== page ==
Pierce in the South lay particular stress upon his appointment of Gov. Reeder as proof of his willingness to favor Free-Soilers, and asks us whether, at the time of his appointment, Gov. Reeder was regarded as a sound national Democrat.
It is in our power to answer this question with entire confidence, and to say that, down to the time that Gov. Reeder went to Kansas to assume the duties of Governor of the Territory, there had not been, so far as we have ever heard, or so far as the President ever heard, a breath of suspicion as to his entertaining Free-Soil sentiments.
He was appointed under the strongest assurances that he was strictly and honestly a national man. We are able to state, further, on very reliable authority, that, whilst Gov. Reeder was in Washington, at the time of his appointment, he conversed with Southern gentlemen on the subject of Slavery, and assured them that he had no more scruples in buying a slave than a horse, and he regretted that he had not money to purchase a number to carry with him to Kansas. We have understood that he repeated the same sentiments on his way to Kansas.
We will repeat what we have had occasion to say more than once before — that no man has ever been appointed by President Pierce to office who was not at the time understood by him to be a faithful adherent to the Baltimore platform of 1852, on the subject of Slavery.
If any appointment was made contrary to this rule, it was done under a misapprehension as to the appointment.
We may add that the evidences of Gov. Reeder's soundness were so strong that President Pierce was slower than many others to believe him a Free-Soiler after he had gone to Kansas.
It is, therefore, the grossest injustice to refer to Gov. Reeder's appointment as proof of the President's willingness to favor Free-Soilers.
An election for Delegate from Kansas
was held near the close of November.
There were probably less than two thousand adult white males then resident in the Territory
; yet 2,871 votes were cast, whereof 1,114 were afterward ascertained to have been legal, while 1,729 were cast by residents of Missouri
At one poll, known as “110,” 604 votes were cast, of which 20 were legal and 584 were illegal.
John W. Whitfield
an Indian agent, the Missouri
candidate, had 597 of them.
He received 2,268 in all, to 570 for all others.
David R. Atchison
, then a U. S. Senator
, in a speech in Platte County, Mo.
, a few weeks before the election, said:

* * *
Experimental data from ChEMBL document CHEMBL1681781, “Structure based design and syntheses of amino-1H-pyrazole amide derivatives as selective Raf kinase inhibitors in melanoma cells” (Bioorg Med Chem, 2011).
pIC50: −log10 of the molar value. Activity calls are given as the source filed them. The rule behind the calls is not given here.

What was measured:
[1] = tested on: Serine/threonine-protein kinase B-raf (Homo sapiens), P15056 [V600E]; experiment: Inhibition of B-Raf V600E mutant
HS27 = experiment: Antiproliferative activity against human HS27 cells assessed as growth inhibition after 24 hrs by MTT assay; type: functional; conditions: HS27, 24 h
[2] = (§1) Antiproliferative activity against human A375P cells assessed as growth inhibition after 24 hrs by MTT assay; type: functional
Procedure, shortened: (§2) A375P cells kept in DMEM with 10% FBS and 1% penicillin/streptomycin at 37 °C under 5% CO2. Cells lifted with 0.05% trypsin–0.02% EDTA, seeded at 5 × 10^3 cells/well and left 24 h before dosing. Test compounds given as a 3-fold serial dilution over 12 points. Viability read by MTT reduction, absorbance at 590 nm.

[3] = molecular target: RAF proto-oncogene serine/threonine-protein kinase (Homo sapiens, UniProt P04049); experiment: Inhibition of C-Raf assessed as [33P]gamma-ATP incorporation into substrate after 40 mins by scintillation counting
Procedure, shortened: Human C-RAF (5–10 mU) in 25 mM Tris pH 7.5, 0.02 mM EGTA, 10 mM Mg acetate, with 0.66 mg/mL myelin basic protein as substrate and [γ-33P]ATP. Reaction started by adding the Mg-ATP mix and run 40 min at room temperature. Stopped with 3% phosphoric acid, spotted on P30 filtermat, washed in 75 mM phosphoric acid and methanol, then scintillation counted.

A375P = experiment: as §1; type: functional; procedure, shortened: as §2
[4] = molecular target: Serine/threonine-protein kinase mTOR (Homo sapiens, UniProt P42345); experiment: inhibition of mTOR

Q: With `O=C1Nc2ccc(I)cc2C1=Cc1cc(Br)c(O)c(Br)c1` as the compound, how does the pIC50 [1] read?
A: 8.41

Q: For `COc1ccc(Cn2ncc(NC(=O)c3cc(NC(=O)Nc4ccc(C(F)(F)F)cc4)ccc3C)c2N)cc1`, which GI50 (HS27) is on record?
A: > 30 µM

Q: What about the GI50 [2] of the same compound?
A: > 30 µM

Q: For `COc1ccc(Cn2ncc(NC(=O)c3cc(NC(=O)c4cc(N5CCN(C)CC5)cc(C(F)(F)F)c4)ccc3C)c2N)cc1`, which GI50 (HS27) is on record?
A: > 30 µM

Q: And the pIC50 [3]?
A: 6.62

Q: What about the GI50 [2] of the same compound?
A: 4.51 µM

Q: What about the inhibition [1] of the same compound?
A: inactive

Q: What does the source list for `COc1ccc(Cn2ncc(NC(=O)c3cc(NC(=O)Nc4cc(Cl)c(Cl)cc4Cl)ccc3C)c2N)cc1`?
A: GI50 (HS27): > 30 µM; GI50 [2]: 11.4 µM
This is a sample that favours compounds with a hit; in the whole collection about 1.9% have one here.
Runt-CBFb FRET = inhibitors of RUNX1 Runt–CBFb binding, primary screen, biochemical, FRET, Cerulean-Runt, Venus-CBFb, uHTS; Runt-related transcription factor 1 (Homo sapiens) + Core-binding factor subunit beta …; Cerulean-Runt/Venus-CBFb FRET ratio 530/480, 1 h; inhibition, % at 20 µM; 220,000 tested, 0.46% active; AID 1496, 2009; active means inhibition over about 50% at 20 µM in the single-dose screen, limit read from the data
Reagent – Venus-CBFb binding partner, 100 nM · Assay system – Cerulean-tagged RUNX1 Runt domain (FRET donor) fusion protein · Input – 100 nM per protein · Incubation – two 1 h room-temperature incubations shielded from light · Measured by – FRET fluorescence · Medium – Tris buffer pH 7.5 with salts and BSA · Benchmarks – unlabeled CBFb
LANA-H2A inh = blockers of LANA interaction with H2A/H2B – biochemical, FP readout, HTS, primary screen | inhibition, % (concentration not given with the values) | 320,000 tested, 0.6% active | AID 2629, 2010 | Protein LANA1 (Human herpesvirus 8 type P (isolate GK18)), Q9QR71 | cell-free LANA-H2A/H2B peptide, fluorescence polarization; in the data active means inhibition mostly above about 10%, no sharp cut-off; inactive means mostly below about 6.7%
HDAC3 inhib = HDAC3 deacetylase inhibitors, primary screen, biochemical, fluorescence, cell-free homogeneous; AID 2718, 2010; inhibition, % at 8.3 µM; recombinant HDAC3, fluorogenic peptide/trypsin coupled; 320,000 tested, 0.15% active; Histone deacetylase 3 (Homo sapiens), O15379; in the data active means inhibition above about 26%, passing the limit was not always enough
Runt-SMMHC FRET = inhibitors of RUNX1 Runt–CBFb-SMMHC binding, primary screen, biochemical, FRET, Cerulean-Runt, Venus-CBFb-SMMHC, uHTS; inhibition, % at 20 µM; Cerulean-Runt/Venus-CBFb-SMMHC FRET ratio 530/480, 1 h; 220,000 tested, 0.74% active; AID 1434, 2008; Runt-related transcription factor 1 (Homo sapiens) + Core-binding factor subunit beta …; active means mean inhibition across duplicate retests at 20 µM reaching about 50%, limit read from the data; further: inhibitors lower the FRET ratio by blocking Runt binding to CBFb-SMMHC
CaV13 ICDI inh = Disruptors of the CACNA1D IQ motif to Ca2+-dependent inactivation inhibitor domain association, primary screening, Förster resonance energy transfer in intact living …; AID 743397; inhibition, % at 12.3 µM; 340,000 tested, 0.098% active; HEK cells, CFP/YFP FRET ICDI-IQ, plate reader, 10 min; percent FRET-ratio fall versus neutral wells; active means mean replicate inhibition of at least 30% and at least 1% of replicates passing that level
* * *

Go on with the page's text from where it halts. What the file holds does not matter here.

When you reside within one day's journey of the Territory, and when your peace, your quiet, and your property, depend upon your action, you can, without any exertion, send five hundred of your young men who will vote in favor of your institutions.
Should each county in the State of Missouri only do its duty, the question will be decided quietly and peaceably at the ballot-box.
If we are defeated, then Missouri and the other Southern States will have shown themselves recreant to their interests, and will deserve their fate.
The city of Atchison
, named after this distinguished Senator
, was founded2
about this time by gentlemen of his faith, who established The Squatter Sovereign
as their organ.
One of its early issues contained the following significant paragraph:
We can tell the impertinent scoundrels of The Tribune that they may exhaust an ocean of ink, their Emigrant Aid Societies spend their millions and billions, their representatives in Congress spout their heretical theories till doomsday, and his Excellency appoint abolitionist after free-soiler as our Governor, yet we will continue to lynch and hang, tar and feather and drown, every white-livered abolitionist who dares to pollute our soil.
, in the early months of 1855, had a census of the Territory
taken, which showed a total population of 8,501, whereof 2,905 were voters and 242 slaves.
He thereupon ordered an election for a first Territorial Legislature and for certain county officers, to be held on the 30th of March, which took place accordingly.
All of border Missouri
was on hand; and the invaders had